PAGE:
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Web Bug Bounty FAQ

General questions

Eligible bugs

Bug reporting

General questions

Why do we include web applications as part of our bug bounty program?

Mozilla client software relies heavily on web services, and Mozilla’s community uses our websites and services to communicate and coordinate activity. Our goal is to make these products and services as safe and secure as possible.

How can I find potential vulnerabilities and are there things I shouldn’t do in trying to discover them?

We have received many questions around how to discover web application security issues, largely revolving around use of automated attack tools such as ZAP and Burp.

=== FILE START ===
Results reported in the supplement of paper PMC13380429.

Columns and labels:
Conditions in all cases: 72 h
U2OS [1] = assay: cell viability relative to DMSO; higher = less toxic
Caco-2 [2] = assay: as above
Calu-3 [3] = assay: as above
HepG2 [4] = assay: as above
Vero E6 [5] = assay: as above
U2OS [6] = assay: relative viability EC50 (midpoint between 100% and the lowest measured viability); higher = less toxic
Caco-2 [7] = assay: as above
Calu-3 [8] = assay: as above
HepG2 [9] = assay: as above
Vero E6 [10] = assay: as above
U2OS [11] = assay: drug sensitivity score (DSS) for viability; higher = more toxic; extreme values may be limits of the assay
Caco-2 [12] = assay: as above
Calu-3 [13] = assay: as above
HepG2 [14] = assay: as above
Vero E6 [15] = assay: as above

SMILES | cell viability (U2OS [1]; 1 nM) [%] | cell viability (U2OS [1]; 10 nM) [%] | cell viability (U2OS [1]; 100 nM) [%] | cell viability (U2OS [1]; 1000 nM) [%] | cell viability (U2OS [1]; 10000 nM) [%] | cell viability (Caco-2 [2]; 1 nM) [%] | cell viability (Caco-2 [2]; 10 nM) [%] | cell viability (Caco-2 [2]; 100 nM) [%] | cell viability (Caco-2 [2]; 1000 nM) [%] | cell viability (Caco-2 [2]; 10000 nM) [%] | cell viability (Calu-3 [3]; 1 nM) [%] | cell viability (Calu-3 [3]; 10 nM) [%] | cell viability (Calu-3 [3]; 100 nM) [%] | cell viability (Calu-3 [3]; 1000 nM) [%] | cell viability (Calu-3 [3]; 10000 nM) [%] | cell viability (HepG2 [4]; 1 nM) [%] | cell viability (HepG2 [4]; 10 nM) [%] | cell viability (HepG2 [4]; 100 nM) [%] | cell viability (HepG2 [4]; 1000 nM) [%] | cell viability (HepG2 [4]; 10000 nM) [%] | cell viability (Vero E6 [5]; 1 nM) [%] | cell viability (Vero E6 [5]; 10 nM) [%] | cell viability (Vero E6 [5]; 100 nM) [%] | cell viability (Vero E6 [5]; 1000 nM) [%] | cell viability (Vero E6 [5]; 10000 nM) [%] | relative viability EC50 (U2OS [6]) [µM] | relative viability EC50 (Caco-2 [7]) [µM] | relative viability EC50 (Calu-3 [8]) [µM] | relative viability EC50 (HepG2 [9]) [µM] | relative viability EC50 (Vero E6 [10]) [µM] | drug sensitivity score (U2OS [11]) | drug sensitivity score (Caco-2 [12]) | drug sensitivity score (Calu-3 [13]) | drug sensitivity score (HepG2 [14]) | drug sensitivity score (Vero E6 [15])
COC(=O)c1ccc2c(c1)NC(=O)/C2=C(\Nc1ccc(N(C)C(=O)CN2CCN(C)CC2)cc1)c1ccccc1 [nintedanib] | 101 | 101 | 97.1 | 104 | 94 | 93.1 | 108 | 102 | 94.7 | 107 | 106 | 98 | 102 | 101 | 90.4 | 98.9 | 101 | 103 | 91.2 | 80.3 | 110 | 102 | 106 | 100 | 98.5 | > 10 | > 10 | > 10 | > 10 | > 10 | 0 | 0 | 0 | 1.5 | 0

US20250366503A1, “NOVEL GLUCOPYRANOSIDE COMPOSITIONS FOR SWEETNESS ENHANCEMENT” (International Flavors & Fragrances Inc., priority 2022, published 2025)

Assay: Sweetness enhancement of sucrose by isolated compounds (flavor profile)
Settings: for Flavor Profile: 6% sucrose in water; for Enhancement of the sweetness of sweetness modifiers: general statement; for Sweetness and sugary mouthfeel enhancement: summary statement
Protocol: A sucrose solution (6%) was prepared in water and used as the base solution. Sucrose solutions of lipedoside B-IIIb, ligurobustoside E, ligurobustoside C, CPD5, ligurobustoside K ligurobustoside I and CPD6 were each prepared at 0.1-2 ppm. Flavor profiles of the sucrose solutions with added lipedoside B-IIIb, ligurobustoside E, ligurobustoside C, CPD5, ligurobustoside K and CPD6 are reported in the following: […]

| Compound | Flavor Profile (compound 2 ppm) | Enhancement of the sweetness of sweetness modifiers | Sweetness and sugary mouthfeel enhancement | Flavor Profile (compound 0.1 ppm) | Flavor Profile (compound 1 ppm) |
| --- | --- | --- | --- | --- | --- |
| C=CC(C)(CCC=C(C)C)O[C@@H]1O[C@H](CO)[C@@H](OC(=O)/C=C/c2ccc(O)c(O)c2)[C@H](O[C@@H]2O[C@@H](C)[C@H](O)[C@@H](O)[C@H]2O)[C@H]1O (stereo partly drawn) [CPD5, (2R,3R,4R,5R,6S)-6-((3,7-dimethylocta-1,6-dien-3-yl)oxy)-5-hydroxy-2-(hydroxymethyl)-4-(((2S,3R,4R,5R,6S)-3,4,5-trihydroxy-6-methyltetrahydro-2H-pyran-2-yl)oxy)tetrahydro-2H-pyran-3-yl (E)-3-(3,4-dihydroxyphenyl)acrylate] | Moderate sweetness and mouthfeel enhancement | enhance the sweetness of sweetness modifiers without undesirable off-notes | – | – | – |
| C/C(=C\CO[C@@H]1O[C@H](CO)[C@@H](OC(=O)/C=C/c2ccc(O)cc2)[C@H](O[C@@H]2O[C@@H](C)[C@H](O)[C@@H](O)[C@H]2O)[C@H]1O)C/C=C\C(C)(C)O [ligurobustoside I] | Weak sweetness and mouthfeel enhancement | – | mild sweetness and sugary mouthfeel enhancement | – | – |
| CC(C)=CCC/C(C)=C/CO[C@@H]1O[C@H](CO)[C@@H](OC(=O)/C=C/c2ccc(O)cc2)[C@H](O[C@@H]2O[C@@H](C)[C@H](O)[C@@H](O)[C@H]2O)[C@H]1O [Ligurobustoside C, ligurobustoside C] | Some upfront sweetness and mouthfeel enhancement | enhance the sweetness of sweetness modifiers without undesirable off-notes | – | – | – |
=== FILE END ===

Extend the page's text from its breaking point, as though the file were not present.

We request that people refrain from using automated tools against our production web services, as it is important to maintain our services' availability and minimize unintentional vandalism. Since our code is open source, you are encouraged to run it on your own server instance or examine the it directly for potential issues.

Eligible bugs

Which domains and web applications will be considered to be part of the bug bounty?

Only a limited subset of our websites are eligible for monetary payouts. Please see our HackerOne Mozilla Critical Services and HackerOne Mozilla Core Services policy pages for additional information. Note that some low severity issues are not eligible for monetary awards based on their impact. We will recognize the reporter by thanking them on each program's Thanks page, Critical services program Thanks page and Core services program Thanks page.